Local veterans recall the Korean War and safeguarding the peace
Though never officially declared a war, the Korean War was a brutal conflict that raged from June 25, 1950 to July 27, 1953 between North and South Korea and pitted U.S. soldiers against massive onslaughts of Chinese communist troops.
When the United Nations, China and North Korea signed a cease-fire armistice ending the Korean War 67 years ago, U.S. casualties amounted to 33,629 killed, 103,284 wounded and 7,140 taken prisoner. More than one million civilians perished.
American soldiers were dubbed “the walking wounded” because they were patched up in the field and sent back into battle—a savage existence where ever-changing front lines, merciless artillery barrages, amputations from frostbite and death from dysentery were commonplace.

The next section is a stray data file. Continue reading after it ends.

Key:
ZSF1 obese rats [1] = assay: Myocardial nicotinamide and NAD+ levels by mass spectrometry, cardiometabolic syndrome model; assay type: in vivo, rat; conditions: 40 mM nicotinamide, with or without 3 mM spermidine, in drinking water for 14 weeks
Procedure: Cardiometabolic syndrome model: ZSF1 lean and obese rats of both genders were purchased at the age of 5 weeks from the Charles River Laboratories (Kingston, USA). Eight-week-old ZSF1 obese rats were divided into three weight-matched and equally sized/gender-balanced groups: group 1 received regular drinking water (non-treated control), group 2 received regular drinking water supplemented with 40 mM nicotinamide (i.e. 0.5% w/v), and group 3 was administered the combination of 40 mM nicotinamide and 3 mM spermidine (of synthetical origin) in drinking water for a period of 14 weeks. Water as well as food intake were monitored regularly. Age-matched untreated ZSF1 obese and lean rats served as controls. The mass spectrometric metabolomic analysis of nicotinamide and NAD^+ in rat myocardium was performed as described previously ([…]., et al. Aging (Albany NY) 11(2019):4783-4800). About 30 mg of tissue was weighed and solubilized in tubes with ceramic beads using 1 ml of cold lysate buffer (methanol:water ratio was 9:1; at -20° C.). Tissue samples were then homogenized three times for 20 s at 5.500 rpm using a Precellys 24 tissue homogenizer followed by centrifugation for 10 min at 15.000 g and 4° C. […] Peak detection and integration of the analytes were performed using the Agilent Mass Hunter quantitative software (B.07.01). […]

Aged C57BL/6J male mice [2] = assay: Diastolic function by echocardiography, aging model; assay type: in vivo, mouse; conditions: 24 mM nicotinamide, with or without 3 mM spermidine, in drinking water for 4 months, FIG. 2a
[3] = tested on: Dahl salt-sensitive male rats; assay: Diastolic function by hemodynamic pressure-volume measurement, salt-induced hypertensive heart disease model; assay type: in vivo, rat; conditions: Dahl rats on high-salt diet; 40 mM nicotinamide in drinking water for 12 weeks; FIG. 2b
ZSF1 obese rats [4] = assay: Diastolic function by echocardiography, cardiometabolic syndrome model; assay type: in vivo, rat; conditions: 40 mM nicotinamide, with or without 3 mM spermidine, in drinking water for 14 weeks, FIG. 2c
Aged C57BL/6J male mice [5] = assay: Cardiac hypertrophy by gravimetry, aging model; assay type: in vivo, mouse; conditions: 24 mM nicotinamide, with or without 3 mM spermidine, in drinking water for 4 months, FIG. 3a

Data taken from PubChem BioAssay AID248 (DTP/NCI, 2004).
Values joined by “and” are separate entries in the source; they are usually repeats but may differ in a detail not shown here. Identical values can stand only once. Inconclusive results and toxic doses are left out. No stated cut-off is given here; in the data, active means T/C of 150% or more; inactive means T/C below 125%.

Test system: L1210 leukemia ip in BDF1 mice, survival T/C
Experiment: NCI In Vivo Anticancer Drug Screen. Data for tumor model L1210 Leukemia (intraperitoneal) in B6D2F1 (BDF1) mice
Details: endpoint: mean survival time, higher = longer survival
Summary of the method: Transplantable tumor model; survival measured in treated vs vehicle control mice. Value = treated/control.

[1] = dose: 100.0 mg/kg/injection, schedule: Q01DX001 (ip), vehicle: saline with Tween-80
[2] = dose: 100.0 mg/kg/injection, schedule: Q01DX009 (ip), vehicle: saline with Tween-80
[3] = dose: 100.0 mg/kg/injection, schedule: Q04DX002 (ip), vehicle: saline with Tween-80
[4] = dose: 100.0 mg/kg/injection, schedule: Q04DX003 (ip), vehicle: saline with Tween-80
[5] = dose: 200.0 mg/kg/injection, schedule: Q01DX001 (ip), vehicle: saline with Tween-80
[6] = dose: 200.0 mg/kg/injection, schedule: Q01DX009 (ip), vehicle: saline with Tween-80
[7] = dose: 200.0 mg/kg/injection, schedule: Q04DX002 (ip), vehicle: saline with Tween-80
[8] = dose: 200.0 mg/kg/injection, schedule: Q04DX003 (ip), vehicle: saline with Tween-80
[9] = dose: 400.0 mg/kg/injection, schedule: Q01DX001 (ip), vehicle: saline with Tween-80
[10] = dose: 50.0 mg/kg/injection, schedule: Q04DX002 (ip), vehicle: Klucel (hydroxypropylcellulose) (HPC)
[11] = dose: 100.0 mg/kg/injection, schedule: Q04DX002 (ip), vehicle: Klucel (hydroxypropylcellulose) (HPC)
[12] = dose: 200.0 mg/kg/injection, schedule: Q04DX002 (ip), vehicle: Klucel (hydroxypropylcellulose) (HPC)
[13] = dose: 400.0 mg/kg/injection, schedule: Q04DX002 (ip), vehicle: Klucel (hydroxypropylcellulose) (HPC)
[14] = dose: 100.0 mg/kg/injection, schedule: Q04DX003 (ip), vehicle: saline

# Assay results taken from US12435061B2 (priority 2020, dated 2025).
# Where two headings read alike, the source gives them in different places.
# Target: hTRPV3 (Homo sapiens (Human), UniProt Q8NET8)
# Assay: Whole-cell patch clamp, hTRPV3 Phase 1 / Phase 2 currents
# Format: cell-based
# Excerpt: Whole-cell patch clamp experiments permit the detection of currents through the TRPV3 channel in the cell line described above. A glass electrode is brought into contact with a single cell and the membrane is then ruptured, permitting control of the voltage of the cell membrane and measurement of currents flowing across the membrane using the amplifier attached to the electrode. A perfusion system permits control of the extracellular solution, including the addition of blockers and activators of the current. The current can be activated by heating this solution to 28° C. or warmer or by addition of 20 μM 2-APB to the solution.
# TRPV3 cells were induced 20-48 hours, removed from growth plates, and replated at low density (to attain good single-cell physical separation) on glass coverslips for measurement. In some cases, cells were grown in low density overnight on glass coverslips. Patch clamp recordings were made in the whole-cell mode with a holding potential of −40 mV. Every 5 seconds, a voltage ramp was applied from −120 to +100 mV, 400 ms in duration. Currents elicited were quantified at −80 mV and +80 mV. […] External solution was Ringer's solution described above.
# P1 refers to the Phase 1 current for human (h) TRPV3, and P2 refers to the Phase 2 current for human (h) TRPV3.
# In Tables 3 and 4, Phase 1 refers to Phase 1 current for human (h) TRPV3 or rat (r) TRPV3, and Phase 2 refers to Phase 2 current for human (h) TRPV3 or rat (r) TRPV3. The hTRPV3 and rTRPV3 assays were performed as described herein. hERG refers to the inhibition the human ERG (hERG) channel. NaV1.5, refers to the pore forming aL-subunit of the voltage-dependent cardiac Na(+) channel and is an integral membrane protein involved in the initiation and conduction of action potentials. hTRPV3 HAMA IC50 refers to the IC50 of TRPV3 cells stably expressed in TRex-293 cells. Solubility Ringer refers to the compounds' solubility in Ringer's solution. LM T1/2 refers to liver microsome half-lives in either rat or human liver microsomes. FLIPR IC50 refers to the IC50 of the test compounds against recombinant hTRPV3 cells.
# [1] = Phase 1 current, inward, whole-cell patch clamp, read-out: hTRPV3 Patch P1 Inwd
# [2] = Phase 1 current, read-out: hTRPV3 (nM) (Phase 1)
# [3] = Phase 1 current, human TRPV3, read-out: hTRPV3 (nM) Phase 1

John R. Krull of Three Rivers was thrust into such conditions on October 22, 1951 as a private first class rifleman assigned to 8th Cavalry Regiment, 1st Cavalry Division. “I was 21 years old and only had six weeks of basic training,” he recalls. “I was woefully unprepared for combat.”
Krull and his fellow soldiers in George Company were eventually sent to reinforce American troops along the Jamestown line, a series of defensive positions designed to prevent another invasion of South Korea by China, which had entered the war to support North Korea.
George Company and Fox Company took turns guarding a heavily fortified outpost, Hill 255, overlooking the Yokkok River near Sokkogae, South Korea, about 1,500 yards in front of the main line of U.S. resistance to enemy troops.